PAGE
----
God removes humans from the garden for their protection. Lest they eat of the tree of life and live forever is only a problem when we know good and evil, or are able to make a separation in our minds of who and what would fall under those headings. This is not ours to decide. More devastating than knowing good and evil is to live forever, knowing good and evil.

We could then state that this first “judgment” of God is protective. Protective judgment makes a decision based on the best interests of the defendant’s future. Much like a father today would issue protective judgment on his own children to keep them from driving the family car under the influence of a controlled substance, the Father issued a protective judgment to prohibit humanity from operating eternal life under the influence of a controlled substance, the ability to determine good from evil. This ability is a controlled substance; it intoxicates us on our ability to determine who and what is in or out.

Secondly, the Great Flood. There are many theories as to the historical accuracy of the Noahic flood. Whether it be myth (historical metaphor sprinkled with fact), parable (metaphor only) or literal (no metaphor), there remains a truth to be seen in the “judgment of God” in this setting as well. One of my favorite things to point out in this story is that the bible says every imagination of the thoughts of his heart was only evil continually10 yet we never see it say except Noah. Noah “found grace” in the eyes of the Lord, but certainly was far from perfect. But let’s stay on topic. The flood comes, the people die, and judgment and gloom is all around. And then the end. Noah comes with his family and the animals out of the ark, and the Father issues a decree.

…and the LORD said in his heart, I will not again curse the ground any more for man’s sake; for the imagination of man’s heart is evil from his youth; neither will I again smite any more every thing living, as I have done. Gen 8:21

God makes a promise that never again will living things be destroyed for the problems of humanity. This judgment could be seen then as birthing a promise. Much like a protective judgment, a promise bearing judgment proves to be for the benefit of those who have been judged. It is not for their destruction, but rather for their good. God saw evil, (according to a strictly literal view) dealt with evil, and then promised that no living thing would ever be destroyed again for the problem of evil.

(I should interject that I do not hold to a strict literal viewpoint on the flood, my personal belief is that something happened, and mankind gave the credit to God, rather than God taking credit for the mass genocide of His beloved children, but that is not what we are dealing with in this essay.)

Lastly, the judgment of Sodom and Gomorrah. Probably far more popular than even the Noahic flood is the judgment of Sodom and Gomorrah. If we have sat through any length of service, children’s church, or bible class we will have heard this story and had it explained to us. The people are caught up in violence and rape, and a variety of sexual and violent behaviors. Destruction comes, and after destruction – something I don’t think we fully understand at times.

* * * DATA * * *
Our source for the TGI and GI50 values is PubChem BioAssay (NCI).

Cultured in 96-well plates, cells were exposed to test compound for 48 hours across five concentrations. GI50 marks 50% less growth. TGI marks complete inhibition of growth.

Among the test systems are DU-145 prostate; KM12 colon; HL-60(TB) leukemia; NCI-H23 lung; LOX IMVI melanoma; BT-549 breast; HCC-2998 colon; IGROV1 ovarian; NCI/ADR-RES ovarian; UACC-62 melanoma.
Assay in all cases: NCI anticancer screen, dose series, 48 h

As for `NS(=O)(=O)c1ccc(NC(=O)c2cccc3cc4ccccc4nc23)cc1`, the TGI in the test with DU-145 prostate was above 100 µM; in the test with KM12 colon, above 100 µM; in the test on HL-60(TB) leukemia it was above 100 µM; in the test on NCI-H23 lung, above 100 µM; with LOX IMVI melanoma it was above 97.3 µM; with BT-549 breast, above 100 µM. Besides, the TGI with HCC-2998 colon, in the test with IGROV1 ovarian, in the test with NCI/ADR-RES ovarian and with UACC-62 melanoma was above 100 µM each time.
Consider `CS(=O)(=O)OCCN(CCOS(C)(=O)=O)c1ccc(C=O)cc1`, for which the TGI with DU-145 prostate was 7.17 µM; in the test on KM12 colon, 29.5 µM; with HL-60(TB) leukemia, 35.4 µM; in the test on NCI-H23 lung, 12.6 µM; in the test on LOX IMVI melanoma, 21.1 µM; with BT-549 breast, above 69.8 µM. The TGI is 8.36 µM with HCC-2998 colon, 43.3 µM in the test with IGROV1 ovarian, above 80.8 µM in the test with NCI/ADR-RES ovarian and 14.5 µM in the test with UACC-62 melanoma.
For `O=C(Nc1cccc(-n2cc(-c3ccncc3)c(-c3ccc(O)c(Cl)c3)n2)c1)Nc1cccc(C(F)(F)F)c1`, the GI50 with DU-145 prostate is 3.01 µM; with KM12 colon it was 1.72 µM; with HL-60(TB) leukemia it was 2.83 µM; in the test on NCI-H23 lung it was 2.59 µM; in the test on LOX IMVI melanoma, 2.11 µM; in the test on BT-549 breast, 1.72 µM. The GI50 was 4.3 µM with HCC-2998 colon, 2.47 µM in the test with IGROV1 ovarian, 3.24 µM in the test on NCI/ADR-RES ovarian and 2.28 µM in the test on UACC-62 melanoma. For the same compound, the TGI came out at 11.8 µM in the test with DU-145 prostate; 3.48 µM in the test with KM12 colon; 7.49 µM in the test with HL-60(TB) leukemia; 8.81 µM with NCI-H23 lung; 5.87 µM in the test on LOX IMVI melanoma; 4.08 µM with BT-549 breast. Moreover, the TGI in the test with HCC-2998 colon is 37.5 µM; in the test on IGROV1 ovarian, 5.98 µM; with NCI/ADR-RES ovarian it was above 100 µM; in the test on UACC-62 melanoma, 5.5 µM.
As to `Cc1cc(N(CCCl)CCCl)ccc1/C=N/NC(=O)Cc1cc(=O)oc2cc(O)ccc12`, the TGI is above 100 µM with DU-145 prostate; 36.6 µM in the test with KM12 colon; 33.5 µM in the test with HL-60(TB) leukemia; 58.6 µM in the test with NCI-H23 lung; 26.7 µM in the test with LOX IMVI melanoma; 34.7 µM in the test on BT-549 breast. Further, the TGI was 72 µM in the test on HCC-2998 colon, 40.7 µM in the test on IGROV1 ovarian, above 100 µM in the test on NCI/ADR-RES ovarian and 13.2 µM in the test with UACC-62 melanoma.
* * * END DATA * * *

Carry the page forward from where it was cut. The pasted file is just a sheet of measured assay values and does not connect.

I will restore their fortunes, the fortune of Sodom and her daughters and of Samaria and her daughters (and I will restore your fortune along with them), that you may bear your shame and be disgraced for all the comfort you brought them. Yes, your sisters, Sodom and her daughters, Samaria and her daughters, shall return to their former state (you and your daughters shall return to your former state). Eze 16:53-55 (NAB)

After hell fire and brimstone comes something that most probably don’t admit. Restorative judgment. God promises I will restore their fortunes. Restorative judgment is really the heart of the matter. For whatever we believe about the “judgment of God” in relationship to the world today, it must be said that the only judgment found in the bible is that which leads to restoration. This is of supreme importance because it will forever change how we view the Abba of Jesus, our Heavenly Father. In punitive judgment we have destruction at the end. Punishment (legally speaking) is tit-for-tat. It is this much punishment for this crime. The greater the offense, the greater the destruction wrought. However, the judgment of the Father throughout the Old Testament can, and must be, seen as restorative. Restorative judgment is aimed at furthering a relationship or person. Retributive judgment is aimed at ending a relationship or person.

So, God’s “judgment” is either:

  • Protective,
  • Promise-Bearing, or
  • Restorative

In either case, these are the ideas that must come forward to the parable at hand. When Jesus speaks of those goats being cast into something, it must be seen as either protective, promise-bearing, or restorative. We can rest assured that the Savior is not simply offering a message of eternal separation, but rather eternal correction and thereby restoration. What could be better for a heart hell bent on excluding the outcast than to be corrected? And what could be better for a heart committed to the outcast than to be shown that the position of power the exclusionist sought to obtain was in fact found in being committed to the outcast? Nothing, and that is the nature of the gospel, to be committed to the outcast, to the downtrodden, to the broken.